Another famous koala - from Norman Lindsay's Magic Pudding
"Sam, we were all so glad to hear of your rescue, which gave us hope that the world would realise the plight of you and your fellow koalas and other wildlife in Australia and that our politicians might then wake up. We enjoyed seeing that you had made a friend at the wildlife shelter and it seemed that your future looked comparatively rosey. We are now so sorry to hear that you are no longer with us."
Sam was actually a female koala and, soon after she was rescued, she became fast friends with a male koala who was recovering in the same shelter.
Sam was a victim of controlled burning, not of 'bushfire'
Sam was a victim of the practice of "controlled burning-off" to prevent bushfires. She was not actually a victim of an out of control bushfire. Burning-off is a practice of which the frequency is criticised soundly and scientifically here. In many cases it benefits loggers and land-clearers. Managed and thinned forests are overwhelmingly more frequently linked to uncontrollable bushfires than old growth forests. There is a case for burning off on ridges which are prone to lightening attacks, but, as writers argue in these pages, we should use an entirely different approach to fighting fires in Australia.
Although Sam became known, admired, and undoubtedly loved, by millions of people, due to the terrible fires last February in which hundreds of people died and over a million native animals died, she actually succumbed to chlamydia.
Chlamydia in koalas
Chlamydia is a disease which was found to be epidemic in a number of koala populations about 20 years ago. Since then, the mixing up of different populations in new places in an effort to save the species from extinction due to traditional habitat destruction, has probably contributed to a rise in the incidence of infections. Stress in its own right is also an obvious likely factor in the prevalence, seriousness and chronicity of this illness.
Chlamydia bacteria occur in many different animals, including humans. In koalas clamydia can infect the urinary tract the genetical tract and the respiratory tract. It may cause infertility and blindness and the animal may die from these. They get pink rimmed eyes and cannot keep themselves clean due to incontinence.Source:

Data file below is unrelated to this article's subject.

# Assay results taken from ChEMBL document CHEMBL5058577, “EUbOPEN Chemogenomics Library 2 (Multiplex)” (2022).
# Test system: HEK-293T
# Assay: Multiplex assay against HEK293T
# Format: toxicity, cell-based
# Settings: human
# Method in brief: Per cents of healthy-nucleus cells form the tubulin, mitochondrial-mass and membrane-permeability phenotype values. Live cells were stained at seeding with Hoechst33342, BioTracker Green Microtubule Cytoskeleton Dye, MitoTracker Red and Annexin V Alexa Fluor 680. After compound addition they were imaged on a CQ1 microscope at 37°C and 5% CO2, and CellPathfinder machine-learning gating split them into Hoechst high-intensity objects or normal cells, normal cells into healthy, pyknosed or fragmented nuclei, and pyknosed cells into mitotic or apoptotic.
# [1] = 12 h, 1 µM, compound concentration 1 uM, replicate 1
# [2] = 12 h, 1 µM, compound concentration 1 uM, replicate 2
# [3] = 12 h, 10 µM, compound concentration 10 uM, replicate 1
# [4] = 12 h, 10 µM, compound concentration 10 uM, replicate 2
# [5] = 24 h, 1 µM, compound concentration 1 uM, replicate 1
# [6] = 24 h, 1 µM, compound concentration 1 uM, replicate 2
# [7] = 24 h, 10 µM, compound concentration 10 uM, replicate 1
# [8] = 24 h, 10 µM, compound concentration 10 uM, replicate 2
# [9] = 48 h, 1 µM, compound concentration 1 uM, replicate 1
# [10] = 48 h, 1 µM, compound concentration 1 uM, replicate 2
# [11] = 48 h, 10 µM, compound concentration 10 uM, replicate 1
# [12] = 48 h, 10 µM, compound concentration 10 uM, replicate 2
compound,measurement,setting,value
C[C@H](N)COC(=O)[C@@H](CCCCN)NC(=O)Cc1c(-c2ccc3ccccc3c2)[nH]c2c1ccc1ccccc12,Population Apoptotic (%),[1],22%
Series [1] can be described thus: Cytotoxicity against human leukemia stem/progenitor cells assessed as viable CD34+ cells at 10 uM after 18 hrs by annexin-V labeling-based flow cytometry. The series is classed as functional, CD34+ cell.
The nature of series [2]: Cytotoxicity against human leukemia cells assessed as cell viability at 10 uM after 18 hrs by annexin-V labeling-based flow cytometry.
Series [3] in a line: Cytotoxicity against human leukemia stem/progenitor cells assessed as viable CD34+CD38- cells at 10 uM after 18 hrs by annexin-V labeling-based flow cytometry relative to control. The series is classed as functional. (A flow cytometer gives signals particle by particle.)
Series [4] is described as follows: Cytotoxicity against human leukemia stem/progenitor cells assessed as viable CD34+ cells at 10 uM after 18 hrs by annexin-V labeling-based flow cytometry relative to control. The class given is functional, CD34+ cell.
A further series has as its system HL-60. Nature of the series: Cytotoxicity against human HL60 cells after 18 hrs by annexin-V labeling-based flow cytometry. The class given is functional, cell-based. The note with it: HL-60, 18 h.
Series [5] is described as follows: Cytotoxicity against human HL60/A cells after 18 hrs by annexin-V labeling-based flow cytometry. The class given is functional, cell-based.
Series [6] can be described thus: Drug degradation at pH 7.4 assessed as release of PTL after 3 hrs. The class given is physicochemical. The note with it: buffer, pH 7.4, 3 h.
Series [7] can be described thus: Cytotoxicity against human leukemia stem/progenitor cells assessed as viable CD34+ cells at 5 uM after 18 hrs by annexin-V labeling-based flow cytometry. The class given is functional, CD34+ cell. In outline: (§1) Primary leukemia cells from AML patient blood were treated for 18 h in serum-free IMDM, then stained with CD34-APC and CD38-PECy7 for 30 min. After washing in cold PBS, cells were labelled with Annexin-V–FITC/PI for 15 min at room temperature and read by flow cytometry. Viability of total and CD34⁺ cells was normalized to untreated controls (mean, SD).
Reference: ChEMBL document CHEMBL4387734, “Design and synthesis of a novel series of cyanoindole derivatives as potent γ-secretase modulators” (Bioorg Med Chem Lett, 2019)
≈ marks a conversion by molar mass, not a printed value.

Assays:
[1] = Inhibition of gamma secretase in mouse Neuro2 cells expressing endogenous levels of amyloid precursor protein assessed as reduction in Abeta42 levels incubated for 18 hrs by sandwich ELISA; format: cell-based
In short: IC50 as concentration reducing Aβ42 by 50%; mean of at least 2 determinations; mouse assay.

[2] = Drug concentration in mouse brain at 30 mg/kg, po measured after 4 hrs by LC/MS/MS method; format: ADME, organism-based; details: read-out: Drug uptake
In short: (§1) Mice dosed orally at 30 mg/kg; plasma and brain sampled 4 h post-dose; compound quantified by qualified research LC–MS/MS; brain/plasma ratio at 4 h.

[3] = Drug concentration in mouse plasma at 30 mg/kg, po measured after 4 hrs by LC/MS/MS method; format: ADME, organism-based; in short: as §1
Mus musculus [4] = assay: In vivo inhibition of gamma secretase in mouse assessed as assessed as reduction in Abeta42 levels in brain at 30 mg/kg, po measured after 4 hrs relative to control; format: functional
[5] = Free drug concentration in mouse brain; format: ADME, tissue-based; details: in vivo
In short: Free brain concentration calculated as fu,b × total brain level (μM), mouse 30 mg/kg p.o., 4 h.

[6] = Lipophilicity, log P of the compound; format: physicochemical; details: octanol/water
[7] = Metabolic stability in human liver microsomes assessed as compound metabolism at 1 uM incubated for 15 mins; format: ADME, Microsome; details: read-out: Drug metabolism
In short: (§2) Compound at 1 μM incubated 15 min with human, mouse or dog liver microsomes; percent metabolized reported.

How safe are koalas in Australia?
Koalas only live on the South and South Eastern coast of Australia and most wildlife carers consider them in danger everywhere. Unfortunately the way that animals are classified as threatened and endangered in Australia means that you have to wait until the entire population of koalas Australia-wide is on the brink of extinction. Meanwhile, as we head quickly towards this situation, local and regional populations are being extinguished with barely a protest registered in the mainstream media and with only the merest token gestures from parliamentarians.
Wildlife Carers finance most of their work themselves, with little help and much hindrance from the government. People around the world who may read this: please place pressure on our Australian State and Federal governments to start protecting our wildlife instead of killing them through neglect or demonised as 'pests'.
In some cases koalas are endangered by being marooned by human development, so that they cannot get out and they exhaust the food trees where they are boxed in and die of starvation, fighting and disease. Throwing animals together from different populations, without a normal population structure means that these artificially created new colonies lack brakes on reproduction which occur normally through incest avoidance and the Westermarck effect.
However, the greatest direct killer is loss of habitat due to suburban development. This loss of habitat is driven by the growth lobby which has caused Australia to become severely overpopulated to the extent that we are now running out of water and land for farming and for wildlife is being stolen for human development. This means less water and less land for animals and forests.
Koalas are also killed by dogs, humans, stepped on by cattle, and run down by cars.
Brigitte Bardot's site has a very good page on this, devoted to Victoria's Mornington Peninsula Wildlife carer, Jenny Bryant's Koala Refuge.
But koalas are also loved by many Australians
As you can see from this page
In Australia one of our most famous books was Norman Lindsay's The Magic Pudding, where the hero was a Koala called Bunyip Bluegum, who left his home because he couldn't stand sharing it with his untidy uncle.
This picture shows him eating outside to avoid watching his uncle drag his whiskers in his soup. You can see that Bunyip is being importuned by two small goannas, who want hand-outs.